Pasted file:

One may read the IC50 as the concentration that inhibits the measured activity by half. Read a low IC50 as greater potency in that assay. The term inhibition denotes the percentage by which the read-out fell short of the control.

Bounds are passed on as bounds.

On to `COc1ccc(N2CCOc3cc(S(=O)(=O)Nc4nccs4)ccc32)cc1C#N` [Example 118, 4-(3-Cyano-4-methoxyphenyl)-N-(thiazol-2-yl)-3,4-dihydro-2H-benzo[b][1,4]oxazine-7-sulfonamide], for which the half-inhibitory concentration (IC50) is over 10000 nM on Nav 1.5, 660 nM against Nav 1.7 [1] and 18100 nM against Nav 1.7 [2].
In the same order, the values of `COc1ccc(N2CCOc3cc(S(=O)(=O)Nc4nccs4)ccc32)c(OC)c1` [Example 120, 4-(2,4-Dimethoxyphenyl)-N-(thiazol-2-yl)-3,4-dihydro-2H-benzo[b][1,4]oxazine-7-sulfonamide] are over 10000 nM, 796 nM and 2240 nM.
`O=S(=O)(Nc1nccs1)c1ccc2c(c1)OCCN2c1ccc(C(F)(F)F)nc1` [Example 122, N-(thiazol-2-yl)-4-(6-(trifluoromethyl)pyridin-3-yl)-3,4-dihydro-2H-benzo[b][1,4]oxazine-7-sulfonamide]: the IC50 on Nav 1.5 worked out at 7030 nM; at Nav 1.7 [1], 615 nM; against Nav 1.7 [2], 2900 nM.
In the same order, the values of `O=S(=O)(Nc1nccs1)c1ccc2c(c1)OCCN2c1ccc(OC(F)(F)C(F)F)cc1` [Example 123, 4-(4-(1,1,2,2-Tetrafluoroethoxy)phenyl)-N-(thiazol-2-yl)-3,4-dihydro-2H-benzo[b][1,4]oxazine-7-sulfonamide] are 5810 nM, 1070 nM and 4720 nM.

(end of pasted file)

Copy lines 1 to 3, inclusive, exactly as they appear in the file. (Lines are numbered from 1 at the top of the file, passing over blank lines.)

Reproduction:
One may read the IC50 as the concentration that inhibits the measured activity by half. Read a low IC50 as greater potency in that assay. The term inhibition denotes the percentage by which the read-out fell short of the control.

Bounds are passed on as bounds.

On to `COc1ccc(N2CCOc3cc(S(=O)(=O)Nc4nccs4)ccc32)cc1C#N` [Example 118, 4-(3-Cyano-4-methoxyphenyl)-N-(thiazol-2-yl)-3,4-dihydro-2H-benzo[b][1,4]oxazine-7-sulfonamide], for which the half-inhibitory concentration (IC50) is over 10000 nM on Nav 1.5, 660 nM against Nav 1.7 [1] and 18100 nM against Nav 1.7 [2].